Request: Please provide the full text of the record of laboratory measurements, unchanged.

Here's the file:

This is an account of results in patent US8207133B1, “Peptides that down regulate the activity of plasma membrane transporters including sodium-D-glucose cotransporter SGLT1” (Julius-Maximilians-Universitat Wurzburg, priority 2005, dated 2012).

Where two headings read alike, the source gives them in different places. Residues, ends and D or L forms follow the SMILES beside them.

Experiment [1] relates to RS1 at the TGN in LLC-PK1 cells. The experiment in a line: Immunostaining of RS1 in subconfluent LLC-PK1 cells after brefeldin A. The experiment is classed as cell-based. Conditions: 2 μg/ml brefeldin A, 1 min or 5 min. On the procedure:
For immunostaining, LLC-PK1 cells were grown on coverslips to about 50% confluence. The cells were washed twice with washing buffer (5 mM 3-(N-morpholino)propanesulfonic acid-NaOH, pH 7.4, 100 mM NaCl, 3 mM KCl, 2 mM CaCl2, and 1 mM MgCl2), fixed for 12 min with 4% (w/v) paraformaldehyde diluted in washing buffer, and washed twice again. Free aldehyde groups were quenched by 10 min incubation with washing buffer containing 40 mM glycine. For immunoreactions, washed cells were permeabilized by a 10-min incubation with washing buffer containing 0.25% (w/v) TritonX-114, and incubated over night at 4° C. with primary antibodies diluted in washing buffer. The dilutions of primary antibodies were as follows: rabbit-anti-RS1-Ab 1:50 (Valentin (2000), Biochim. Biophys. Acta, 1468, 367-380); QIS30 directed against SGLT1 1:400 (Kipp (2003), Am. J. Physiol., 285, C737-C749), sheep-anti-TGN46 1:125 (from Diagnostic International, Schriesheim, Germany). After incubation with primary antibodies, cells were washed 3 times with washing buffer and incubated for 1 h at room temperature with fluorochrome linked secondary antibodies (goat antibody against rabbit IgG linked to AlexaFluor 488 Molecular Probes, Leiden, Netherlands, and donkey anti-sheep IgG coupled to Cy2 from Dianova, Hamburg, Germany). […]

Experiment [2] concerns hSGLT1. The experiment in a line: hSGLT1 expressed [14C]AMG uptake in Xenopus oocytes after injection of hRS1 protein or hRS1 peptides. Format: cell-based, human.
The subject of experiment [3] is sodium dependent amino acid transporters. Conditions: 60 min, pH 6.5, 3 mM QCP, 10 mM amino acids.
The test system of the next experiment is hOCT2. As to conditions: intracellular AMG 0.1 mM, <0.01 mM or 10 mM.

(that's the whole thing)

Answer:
This is an account of results in patent US8207133B1, “Peptides that down regulate the activity of plasma membrane transporters including sodium-D-glucose cotransporter SGLT1” (Julius-Maximilians-Universitat Wurzburg, priority 2005, dated 2012).

Where two headings read alike, the source gives them in different places. Residues, ends and D or L forms follow the SMILES beside them.

Experiment [1] relates to RS1 at the TGN in LLC-PK1 cells. The experiment in a line: Immunostaining of RS1 in subconfluent LLC-PK1 cells after brefeldin A. The experiment is classed as cell-based. Conditions: 2 μg/ml brefeldin A, 1 min or 5 min. On the procedure:
For immunostaining, LLC-PK1 cells were grown on coverslips to about 50% confluence. The cells were washed twice with washing buffer (5 mM 3-(N-morpholino)propanesulfonic acid-NaOH, pH 7.4, 100 mM NaCl, 3 mM KCl, 2 mM CaCl2, and 1 mM MgCl2), fixed for 12 min with 4% (w/v) paraformaldehyde diluted in washing buffer, and washed twice again. Free aldehyde groups were quenched by 10 min incubation with washing buffer containing 40 mM glycine. For immunoreactions, washed cells were permeabilized by a 10-min incubation with washing buffer containing 0.25% (w/v) TritonX-114, and incubated over night at 4° C. with primary antibodies diluted in washing buffer. The dilutions of primary antibodies were as follows: rabbit-anti-RS1-Ab 1:50 (Valentin (2000), Biochim. Biophys. Acta, 1468, 367-380); QIS30 directed against SGLT1 1:400 (Kipp (2003), Am. J. Physiol., 285, C737-C749), sheep-anti-TGN46 1:125 (from Diagnostic International, Schriesheim, Germany). After incubation with primary antibodies, cells were washed 3 times with washing buffer and incubated for 1 h at room temperature with fluorochrome linked secondary antibodies (goat antibody against rabbit IgG linked to AlexaFluor 488 Molecular Probes, Leiden, Netherlands, and donkey anti-sheep IgG coupled to Cy2 from Dianova, Hamburg, Germany). […]

Experiment [2] concerns hSGLT1. The experiment in a line: hSGLT1 expressed [14C]AMG uptake in Xenopus oocytes after injection of hRS1 protein or hRS1 peptides. Format: cell-based, human.
The subject of experiment [3] is sodium dependent amino acid transporters. Conditions: 60 min, pH 6.5, 3 mM QCP, 10 mM amino acids.
The test system of the next experiment is hOCT2. As to conditions: intracellular AMG 0.1 mM, <0.01 mM or 10 mM.